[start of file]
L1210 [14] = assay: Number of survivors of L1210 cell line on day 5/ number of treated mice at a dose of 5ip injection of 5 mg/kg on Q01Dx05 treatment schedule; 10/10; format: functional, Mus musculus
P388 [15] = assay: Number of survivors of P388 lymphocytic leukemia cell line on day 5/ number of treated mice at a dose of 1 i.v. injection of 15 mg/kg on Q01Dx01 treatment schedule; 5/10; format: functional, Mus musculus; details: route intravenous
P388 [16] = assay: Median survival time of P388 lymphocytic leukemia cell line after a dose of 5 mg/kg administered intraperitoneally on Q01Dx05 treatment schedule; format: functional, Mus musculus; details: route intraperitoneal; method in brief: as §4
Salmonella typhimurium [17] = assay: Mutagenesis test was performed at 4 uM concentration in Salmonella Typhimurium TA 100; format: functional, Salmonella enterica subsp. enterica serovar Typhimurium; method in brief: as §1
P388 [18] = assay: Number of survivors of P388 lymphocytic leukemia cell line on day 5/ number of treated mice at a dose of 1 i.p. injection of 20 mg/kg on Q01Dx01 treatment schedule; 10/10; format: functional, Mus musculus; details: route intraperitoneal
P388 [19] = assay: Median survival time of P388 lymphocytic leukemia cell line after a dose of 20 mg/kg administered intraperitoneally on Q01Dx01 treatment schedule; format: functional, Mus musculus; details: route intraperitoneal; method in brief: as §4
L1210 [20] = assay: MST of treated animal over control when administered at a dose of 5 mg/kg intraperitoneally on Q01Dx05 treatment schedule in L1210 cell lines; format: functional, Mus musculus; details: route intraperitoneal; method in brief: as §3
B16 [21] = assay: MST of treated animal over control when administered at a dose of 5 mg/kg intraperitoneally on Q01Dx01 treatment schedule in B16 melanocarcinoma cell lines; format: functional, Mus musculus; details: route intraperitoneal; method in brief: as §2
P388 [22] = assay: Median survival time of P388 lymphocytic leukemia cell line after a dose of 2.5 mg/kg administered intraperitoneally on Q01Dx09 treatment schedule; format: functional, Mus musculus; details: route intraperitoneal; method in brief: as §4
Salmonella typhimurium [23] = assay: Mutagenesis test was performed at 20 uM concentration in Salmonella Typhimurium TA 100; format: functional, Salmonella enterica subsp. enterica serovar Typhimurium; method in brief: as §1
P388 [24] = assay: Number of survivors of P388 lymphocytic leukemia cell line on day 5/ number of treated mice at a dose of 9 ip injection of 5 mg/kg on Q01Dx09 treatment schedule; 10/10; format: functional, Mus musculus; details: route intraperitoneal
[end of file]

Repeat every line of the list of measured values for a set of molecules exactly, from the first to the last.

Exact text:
L1210 [14] = assay: Number of survivors of L1210 cell line on day 5/ number of treated mice at a dose of 5ip injection of 5 mg/kg on Q01Dx05 treatment schedule; 10/10; format: functional, Mus musculus
P388 [15] = assay: Number of survivors of P388 lymphocytic leukemia cell line on day 5/ number of treated mice at a dose of 1 i.v. injection of 15 mg/kg on Q01Dx01 treatment schedule; 5/10; format: functional, Mus musculus; details: route intravenous
P388 [16] = assay: Median survival time of P388 lymphocytic leukemia cell line after a dose of 5 mg/kg administered intraperitoneally on Q01Dx05 treatment schedule; format: functional, Mus musculus; details: route intraperitoneal; method in brief: as §4
Salmonella typhimurium [17] = assay: Mutagenesis test was performed at 4 uM concentration in Salmonella Typhimurium TA 100; format: functional, Salmonella enterica subsp. enterica serovar Typhimurium; method in brief: as §1
P388 [18] = assay: Number of survivors of P388 lymphocytic leukemia cell line on day 5/ number of treated mice at a dose of 1 i.p. injection of 20 mg/kg on Q01Dx01 treatment schedule; 10/10; format: functional, Mus musculus; details: route intraperitoneal
P388 [19] = assay: Median survival time of P388 lymphocytic leukemia cell line after a dose of 20 mg/kg administered intraperitoneally on Q01Dx01 treatment schedule; format: functional, Mus musculus; details: route intraperitoneal; method in brief: as §4
L1210 [20] = assay: MST of treated animal over control when administered at a dose of 5 mg/kg intraperitoneally on Q01Dx05 treatment schedule in L1210 cell lines; format: functional, Mus musculus; details: route intraperitoneal; method in brief: as §3
B16 [21] = assay: MST of treated animal over control when administered at a dose of 5 mg/kg intraperitoneally on Q01Dx01 treatment schedule in B16 melanocarcinoma cell lines; format: functional, Mus musculus; details: route intraperitoneal; method in brief: as §2
P388 [22] = assay: Median survival time of P388 lymphocytic leukemia cell line after a dose of 2.5 mg/kg administered intraperitoneally on Q01Dx09 treatment schedule; format: functional, Mus musculus; details: route intraperitoneal; method in brief: as §4
Salmonella typhimurium [23] = assay: Mutagenesis test was performed at 20 uM concentration in Salmonella Typhimurium TA 100; format: functional, Salmonella enterica subsp. enterica serovar Typhimurium; method in brief: as §1
P388 [24] = assay: Number of survivors of P388 lymphocytic leukemia cell line on day 5/ number of treated mice at a dose of 9 ip injection of 5 mg/kg on Q01Dx09 treatment schedule; 10/10; format: functional, Mus musculus; details: route intraperitoneal